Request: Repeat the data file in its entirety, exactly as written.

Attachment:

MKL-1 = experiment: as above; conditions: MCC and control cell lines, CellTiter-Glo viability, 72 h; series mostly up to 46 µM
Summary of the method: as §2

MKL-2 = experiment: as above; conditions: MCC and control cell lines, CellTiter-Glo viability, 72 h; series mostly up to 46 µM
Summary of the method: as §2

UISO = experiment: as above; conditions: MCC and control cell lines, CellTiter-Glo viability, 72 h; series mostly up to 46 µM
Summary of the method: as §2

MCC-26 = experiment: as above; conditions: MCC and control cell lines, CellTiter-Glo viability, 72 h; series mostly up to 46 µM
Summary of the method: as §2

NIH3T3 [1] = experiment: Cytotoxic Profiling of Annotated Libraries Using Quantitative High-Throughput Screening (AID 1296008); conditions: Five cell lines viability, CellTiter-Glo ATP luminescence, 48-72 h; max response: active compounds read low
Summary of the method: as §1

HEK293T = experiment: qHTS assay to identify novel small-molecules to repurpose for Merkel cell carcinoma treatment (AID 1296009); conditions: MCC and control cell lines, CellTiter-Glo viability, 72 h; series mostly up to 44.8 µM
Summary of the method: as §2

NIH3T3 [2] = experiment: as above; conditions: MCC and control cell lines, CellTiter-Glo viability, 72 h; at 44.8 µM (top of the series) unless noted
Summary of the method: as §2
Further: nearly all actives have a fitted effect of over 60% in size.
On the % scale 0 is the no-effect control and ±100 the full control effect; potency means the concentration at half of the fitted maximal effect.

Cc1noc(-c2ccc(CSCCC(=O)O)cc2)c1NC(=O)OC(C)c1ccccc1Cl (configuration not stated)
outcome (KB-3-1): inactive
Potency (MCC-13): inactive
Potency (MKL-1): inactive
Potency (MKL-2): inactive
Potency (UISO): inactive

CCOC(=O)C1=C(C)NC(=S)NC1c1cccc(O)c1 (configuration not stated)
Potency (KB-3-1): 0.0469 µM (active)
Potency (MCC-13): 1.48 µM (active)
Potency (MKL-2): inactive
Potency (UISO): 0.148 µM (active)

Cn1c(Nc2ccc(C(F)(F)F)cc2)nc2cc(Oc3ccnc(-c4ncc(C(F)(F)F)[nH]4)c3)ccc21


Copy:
MKL-1 = experiment: as above; conditions: MCC and control cell lines, CellTiter-Glo viability, 72 h; series mostly up to 46 µM
Summary of the method: as §2

MKL-2 = experiment: as above; conditions: MCC and control cell lines, CellTiter-Glo viability, 72 h; series mostly up to 46 µM
Summary of the method: as §2

UISO = experiment: as above; conditions: MCC and control cell lines, CellTiter-Glo viability, 72 h; series mostly up to 46 µM
Summary of the method: as §2

MCC-26 = experiment: as above; conditions: MCC and control cell lines, CellTiter-Glo viability, 72 h; series mostly up to 46 µM
Summary of the method: as §2

NIH3T3 [1] = experiment: Cytotoxic Profiling of Annotated Libraries Using Quantitative High-Throughput Screening (AID 1296008); conditions: Five cell lines viability, CellTiter-Glo ATP luminescence, 48-72 h; max response: active compounds read low
Summary of the method: as §1

HEK293T = experiment: qHTS assay to identify novel small-molecules to repurpose for Merkel cell carcinoma treatment (AID 1296009); conditions: MCC and control cell lines, CellTiter-Glo viability, 72 h; series mostly up to 44.8 µM
Summary of the method: as §2

NIH3T3 [2] = experiment: as above; conditions: MCC and control cell lines, CellTiter-Glo viability, 72 h; at 44.8 µM (top of the series) unless noted
Summary of the method: as §2
Further: nearly all actives have a fitted effect of over 60% in size.
On the % scale 0 is the no-effect control and ±100 the full control effect; potency means the concentration at half of the fitted maximal effect.

Cc1noc(-c2ccc(CSCCC(=O)O)cc2)c1NC(=O)OC(C)c1ccccc1Cl (configuration not stated)
outcome (KB-3-1): inactive
Potency (MCC-13): inactive
Potency (MKL-1): inactive
Potency (MKL-2): inactive
Potency (UISO): inactive

CCOC(=O)C1=C(C)NC(=S)NC1c1cccc(O)c1 (configuration not stated)
Potency (KB-3-1): 0.0469 µM (active)
Potency (MCC-13): 1.48 µM (active)
Potency (MKL-2): inactive
Potency (UISO): 0.148 µM (active)

Cn1c(Nc2ccc(C(F)(F)F)cc2)nc2cc(Oc3ccnc(-c4ncc(C(F)(F)F)[nH]4)c3)ccc21